Believe2Become prescribes a 50-50 structure of academics to enrichment, but each site decides what that looks like, Ms. Edmond-Verley said. Some concentrate on creating college pathways for students and integrate college visits and preparation work into their instruction, for example, while others connect youths with job experiences that reinforce academic content. Ideally, programs are expected to run at least six hours a day and provide hands-on instruction for academics and enrichment.
Crafting a curriculum that provides both academics and enrichment can be difficult for districts and other providers, especially when balancing logistics and other needs, such as transportation, teacher contracts, and other staffing, some observers say.
Jennifer Sloan McCombs, a senior researcher at the Santa Monica, Calif.-based RAND Corp., who has studied summer learning, says the goal is to combine the two, not to force connections.
“One of the keys is not to tack on artificial academic activities to enrichment, but provide authentic opportunities that integrate both,” she said.
Ms. McCombs is working on a research project supported by the Wallace Foundation that examines five urban districts’ full-day summer programs for disadvantaged elementary students. The project aims to help programs get better and measure the outcome of participants over the short and long terms.
“The challenge [districts face] is making seamless connections between academics and enrichment,” Ms. McCombs added. “It takes a lot of planning; it doesn’t happen by magic.”
Those connections can be quite artful. In Sacramento, Calif., which is not part of the RAND study, middle and high school students are improving their academics through hands-on service-learning projects they select and design.
Working with several partners, the 48,000-student district has students create community projects rooted in a social-justice, youth-development framework, and then has teachers integrate academic lessons into them.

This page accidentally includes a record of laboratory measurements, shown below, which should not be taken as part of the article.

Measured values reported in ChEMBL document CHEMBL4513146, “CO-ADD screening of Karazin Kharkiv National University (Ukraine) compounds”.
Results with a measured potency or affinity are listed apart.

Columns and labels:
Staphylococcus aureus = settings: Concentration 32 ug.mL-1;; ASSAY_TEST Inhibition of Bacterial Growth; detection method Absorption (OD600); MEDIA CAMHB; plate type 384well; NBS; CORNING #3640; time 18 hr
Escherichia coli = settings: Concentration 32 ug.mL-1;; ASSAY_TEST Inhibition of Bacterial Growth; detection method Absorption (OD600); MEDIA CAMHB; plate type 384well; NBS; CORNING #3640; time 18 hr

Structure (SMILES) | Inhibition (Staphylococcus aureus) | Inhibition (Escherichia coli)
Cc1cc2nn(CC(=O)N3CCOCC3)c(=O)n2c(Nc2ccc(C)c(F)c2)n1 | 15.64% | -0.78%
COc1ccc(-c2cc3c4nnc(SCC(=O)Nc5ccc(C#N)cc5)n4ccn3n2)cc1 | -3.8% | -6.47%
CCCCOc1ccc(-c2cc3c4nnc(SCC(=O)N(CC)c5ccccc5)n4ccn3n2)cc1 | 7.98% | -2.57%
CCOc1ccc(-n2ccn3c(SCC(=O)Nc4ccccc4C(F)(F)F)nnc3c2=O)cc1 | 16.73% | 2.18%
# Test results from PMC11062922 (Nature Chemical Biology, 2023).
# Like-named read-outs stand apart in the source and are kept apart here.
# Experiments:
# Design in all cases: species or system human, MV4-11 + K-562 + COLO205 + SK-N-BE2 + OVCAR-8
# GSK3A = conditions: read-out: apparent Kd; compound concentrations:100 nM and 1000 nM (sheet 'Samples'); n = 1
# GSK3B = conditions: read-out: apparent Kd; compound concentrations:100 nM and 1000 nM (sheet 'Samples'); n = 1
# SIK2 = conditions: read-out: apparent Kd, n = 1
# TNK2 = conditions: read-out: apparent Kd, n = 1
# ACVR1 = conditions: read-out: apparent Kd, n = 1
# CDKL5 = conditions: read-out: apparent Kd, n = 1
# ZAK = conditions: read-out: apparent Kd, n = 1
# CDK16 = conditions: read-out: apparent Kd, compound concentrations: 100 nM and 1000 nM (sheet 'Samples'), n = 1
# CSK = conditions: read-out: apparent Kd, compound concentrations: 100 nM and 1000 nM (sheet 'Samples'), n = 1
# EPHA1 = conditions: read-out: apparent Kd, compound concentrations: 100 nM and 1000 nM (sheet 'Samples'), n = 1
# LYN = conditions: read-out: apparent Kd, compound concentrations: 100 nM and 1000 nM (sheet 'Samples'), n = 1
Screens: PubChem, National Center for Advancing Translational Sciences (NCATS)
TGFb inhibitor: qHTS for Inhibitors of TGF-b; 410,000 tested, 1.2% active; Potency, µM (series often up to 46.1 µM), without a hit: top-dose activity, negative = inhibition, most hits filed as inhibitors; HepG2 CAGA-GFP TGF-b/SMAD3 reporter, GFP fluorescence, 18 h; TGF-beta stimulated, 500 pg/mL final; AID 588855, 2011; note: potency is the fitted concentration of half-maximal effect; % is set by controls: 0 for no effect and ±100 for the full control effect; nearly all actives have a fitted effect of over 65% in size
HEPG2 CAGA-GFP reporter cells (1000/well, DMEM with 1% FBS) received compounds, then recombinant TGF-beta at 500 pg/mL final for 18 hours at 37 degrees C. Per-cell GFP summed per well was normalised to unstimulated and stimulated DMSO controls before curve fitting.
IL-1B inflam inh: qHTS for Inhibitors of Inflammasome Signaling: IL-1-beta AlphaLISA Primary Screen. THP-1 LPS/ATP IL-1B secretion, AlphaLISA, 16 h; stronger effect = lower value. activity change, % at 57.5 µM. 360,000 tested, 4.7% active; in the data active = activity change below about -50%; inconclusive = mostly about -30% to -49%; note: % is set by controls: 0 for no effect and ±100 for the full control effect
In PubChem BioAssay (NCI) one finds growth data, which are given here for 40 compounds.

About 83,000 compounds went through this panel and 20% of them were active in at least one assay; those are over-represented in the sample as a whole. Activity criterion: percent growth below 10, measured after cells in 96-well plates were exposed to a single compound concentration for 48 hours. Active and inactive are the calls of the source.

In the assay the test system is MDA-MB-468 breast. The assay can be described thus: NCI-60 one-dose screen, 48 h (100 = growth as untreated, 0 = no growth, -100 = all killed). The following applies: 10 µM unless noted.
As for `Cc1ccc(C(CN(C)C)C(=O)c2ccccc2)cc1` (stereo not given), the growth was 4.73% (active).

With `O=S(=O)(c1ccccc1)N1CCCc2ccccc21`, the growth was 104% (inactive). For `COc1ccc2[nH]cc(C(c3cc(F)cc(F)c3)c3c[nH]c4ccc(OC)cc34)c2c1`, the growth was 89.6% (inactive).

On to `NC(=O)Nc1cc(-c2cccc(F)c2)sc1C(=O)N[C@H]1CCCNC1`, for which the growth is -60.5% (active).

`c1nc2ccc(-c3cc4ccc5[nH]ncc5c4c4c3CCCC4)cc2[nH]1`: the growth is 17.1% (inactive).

Past summer projects have included designing a disaster-preparedness robot, creating AIDS- and homeless-awareness campaigns, building a community garden, and writing books for elementary students on bullying, said Zenae Scott, the district’s youth-development coordinator.
The tasks don’t end with curriculum development.
Remedial summer school tends to be one of the line items districts trim from their budgets when strapped for funds. And many traditional summer school programs have been shown to have minimal impact on student performance.
Although research indicates that today’s new models are showing early positive results for students’ academic and developmental needs, obstacles remain in proving the necessity of using public dollars to back them.
According to Jacqueline Bowen, the executive director of secondary education programs in the Duval County district in Florida, much of the struggle is tied to the difficulty in paying for programs within the restrictions commonly attached to public funding.
Federal Title I aid for disadvantaged students, for example, can be used to support summer programs, but the money must be earmarked for academic purposes, she said. So while enrichment classes can provide academic support, they may not always qualify for the federal aid, Ms. Bowen said.
Those fiscal barriers have meant the 125,000-student district turned to foundation dollars and community resources when it switched from remedial programs to more robust summer offerings.
What’s more, Duval County is now using summer to meet yearlong academic goals. For instance, middle and high school “bridge” programs, which help students make the transition to the next grade level, are structured around the principles aimed at acclimating teachers and students to the Common Core State Standards, while still offering new, engaging curriculum. Middle school students will be following the English/language arts standards when they complete reading and writing activities in their anti-bullying program, for example.